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When Do Kids Start Losing Teeth?

Most parents have a basic understanding of their children’s teeth. They remember long nights when their child was a baby, trying to soothe that teething infant as their baby, or primary, teeth came in very painfully. They took careful notes in the baby book of each tooth as it came in.

But as their child gets older, they begin to wonder, when do kids start losing teeth? How will they know when it’s starting? And how can they know if it’s not happening at the right time?

Kids start losing teeth because their permanent teeth start nudging them out of place as they try to come in. There is some variation, but typically, kids begin losing teeth around the age of six and continue until around age 12. Girls often start losing teeth sooner than boys.

When Do Kids Lose Teeth?

Most kids start losing teeth around age six. However, the earlier your child got their teeth, the earlier they may start losing teeth. This could be as early as age four. If they began getting teeth later, they could start losing them around age seven or eight.

If your child loses teeth before age three or four, this may indicate a problem. If they’re eight-years-old and have no loose teeth and haven’t lost any, you should schedule a visit with their dentist. This is especially true if their adult teeth are erupting behind the baby teeth.

Do Kids Lose All Their Teeth?

Your child will lose all of the baby, or primary, teeth that they were born with. It happens over a period of several years and those baby teeth are eventually replaced with adult, or permanent, teeth. Additionally, they’ll get an extra 12 adult teeth.

Losing baby teeth is a result of the adult teeth making their move to come in. After the baby tooth falls out, there’s usually a short period of days or weeks (sometimes even a few months) where there will be a gap before the adult tooth appears.

If you see the adult tooth erupting through the gums before the baby tooth has come out, you should contact your child’s dentist for an appointment.

How Many Baby Teeth Do You Lose?

Your child was born with 20 baby teeth that probably kept you awake more than a few nights while they were teething. All 20 of these baby teeth will become loose and fall out over a period of several years.

What Teeth Do Kids Lose?

Typically, most kids lose their baby teeth in the same order that they came in. This means they’ll usually lose their bottom two front teeth (central incisors) first, followed by the two top front teeth. Then they’ll lose the lateral incisors (the tooth to each side of the central incisors) next, typically bottom then top. The canine teeth tend to follow, top then bottom. Finally, the first and then second molars will be the last teeth to be lost.

Do Kids Lose Molars?

Kids get their first and second molars last as they come in. So while they do lose their molars, they also tend to be the last teeth kids lose. This typically happens around age 12. Their permanent molars will come in about a year later, around age 13. These numbers are averages, and they can happen a little earlier (as early as 10 or 11) or a little later.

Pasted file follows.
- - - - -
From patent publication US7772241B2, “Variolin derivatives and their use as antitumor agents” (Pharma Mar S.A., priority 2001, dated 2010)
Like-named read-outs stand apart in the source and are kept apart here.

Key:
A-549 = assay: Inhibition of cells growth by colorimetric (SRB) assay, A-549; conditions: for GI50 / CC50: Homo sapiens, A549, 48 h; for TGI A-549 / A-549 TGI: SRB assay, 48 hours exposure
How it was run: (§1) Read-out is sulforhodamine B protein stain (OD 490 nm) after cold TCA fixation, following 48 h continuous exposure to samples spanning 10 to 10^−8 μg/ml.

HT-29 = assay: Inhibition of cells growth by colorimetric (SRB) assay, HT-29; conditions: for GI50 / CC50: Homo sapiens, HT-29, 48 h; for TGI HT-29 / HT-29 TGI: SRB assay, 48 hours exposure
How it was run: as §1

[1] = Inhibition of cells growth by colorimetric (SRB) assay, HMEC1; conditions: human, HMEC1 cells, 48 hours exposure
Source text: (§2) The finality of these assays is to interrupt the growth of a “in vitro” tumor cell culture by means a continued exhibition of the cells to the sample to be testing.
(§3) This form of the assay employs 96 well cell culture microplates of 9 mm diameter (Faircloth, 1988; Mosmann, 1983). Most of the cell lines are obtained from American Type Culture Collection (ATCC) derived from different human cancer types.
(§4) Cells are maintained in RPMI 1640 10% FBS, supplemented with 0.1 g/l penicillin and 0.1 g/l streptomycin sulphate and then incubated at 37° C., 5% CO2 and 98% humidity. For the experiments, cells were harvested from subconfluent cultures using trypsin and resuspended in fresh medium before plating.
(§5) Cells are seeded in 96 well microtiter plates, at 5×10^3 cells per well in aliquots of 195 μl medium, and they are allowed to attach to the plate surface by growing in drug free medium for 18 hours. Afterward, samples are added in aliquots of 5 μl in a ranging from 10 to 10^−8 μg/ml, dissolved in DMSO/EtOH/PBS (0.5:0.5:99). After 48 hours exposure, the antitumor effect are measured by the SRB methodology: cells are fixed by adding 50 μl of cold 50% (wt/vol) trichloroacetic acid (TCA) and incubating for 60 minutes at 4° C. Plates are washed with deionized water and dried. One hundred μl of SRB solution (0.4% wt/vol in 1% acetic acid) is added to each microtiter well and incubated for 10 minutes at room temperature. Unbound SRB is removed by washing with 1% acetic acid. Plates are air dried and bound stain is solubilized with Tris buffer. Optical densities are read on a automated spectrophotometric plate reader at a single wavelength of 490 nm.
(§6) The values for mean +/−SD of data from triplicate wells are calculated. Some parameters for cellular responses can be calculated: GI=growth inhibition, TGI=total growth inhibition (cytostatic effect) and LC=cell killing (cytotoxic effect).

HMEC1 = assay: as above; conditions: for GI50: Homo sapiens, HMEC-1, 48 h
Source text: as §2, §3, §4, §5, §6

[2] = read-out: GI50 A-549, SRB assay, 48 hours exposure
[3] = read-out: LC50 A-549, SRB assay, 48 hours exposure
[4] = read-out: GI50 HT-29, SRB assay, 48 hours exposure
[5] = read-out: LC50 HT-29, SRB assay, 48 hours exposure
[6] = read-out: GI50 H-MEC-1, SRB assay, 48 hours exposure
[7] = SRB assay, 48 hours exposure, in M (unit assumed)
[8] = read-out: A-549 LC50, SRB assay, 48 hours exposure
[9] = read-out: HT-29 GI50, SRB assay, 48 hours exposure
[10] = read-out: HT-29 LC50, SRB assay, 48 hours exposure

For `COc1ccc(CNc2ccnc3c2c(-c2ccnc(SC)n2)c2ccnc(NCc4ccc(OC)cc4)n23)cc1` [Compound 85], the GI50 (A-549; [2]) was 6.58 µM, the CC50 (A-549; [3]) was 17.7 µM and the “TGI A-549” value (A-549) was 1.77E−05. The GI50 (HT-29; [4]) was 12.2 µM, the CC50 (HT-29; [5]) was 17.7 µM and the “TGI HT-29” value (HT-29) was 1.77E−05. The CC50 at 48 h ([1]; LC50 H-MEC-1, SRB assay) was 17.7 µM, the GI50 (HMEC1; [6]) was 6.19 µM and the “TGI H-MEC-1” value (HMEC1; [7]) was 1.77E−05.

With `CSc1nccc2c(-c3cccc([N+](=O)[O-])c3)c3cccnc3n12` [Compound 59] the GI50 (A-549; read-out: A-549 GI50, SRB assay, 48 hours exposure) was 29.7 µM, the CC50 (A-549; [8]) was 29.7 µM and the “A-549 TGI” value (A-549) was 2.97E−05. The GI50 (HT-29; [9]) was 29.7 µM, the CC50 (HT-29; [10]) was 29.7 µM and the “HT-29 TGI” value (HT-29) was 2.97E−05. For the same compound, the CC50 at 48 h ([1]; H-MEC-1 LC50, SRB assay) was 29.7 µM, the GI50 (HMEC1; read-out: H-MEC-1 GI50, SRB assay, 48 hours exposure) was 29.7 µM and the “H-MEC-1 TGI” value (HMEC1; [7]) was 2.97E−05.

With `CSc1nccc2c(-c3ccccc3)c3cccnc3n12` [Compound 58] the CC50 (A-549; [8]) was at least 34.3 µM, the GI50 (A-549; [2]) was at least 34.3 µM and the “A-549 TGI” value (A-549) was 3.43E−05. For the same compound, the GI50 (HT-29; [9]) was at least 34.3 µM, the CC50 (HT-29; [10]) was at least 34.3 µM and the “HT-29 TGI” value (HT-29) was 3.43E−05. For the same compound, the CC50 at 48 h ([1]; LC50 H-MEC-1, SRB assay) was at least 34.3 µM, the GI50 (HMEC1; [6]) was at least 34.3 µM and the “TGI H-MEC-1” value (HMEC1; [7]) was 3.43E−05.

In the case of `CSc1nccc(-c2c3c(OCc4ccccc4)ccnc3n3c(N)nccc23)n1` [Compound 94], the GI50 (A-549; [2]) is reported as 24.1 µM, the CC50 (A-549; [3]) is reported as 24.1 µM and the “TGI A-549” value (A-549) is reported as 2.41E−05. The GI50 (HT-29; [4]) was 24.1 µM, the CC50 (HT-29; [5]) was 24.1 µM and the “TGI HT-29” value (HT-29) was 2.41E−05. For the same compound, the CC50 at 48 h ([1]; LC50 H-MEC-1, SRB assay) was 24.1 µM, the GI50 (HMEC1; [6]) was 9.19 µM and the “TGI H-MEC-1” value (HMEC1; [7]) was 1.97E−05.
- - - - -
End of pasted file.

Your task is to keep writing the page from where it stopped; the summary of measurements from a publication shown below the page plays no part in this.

As their permanent molars come in, your child may experience some mild pain or discomfort, but this should be easily managed with an over-the-counter ibuprofen or acetaminophen. If not, you should consider consulting your child’s dentist.

What Should I Do If My Child Has a Loose Tooth?

If your child is at the right age to be losing their teeth, there’s not much you need to do but let nature take its course. Teeth can be loose and wiggly for months before they finally fall out. It’s tempting to the child (and sometimes the parent, particularly when it seems like that tooth is hanging on by a mere thread, to simply yank the tooth out. But this can break the root of the tooth and create infection, so try to resist this urge. Instead, encourage your child to:

  • Play with the tooth
  • Wiggle it with their tongue and/or (clean) fingers
  • Eat foods, such as apples, that can help loosen it up more

You can also reassure your child that:

  • They will know if they lose their tooth
  • There may be some blood, but they can rinse their mouth and use a paper towel to stop it
  • They can go to the school nurse if they lose their tooth at school

If your child is under the age of four, or their loose tooth is caused by an injury or you don’t know why it’s loose, it’s best to call their dentist immediately.

When Do Kids Stop Losing Their Teeth?

It typically takes about six years for kids to lose all their baby teeth. If they start at the average age of six, they’ll stop losing teeth at approximately age 12. If they start a little sooner or later than six, adjust accordingly.

If you have any concern that they haven’t lost all their teeth or that it’s been too long or too quick, you can always schedule an appointment with their dentist to be sure that there are no problems and everything is on track.

Schedule Routine Appointments With Your Pediatric Dentist

Losing baby teeth is a natural process that typically comes with no pain or trouble. For most kids, this is a really fun experience as they get rewarded by the Tooth Fairy for each tooth lost. Only in rare cases is there cause for concern.

One way to avoid trouble is to continue scheduling routine appointments with your pediatric dentist. By ensuring your child continues to see their dentist regularly, you ensure that any potential problems are caught early.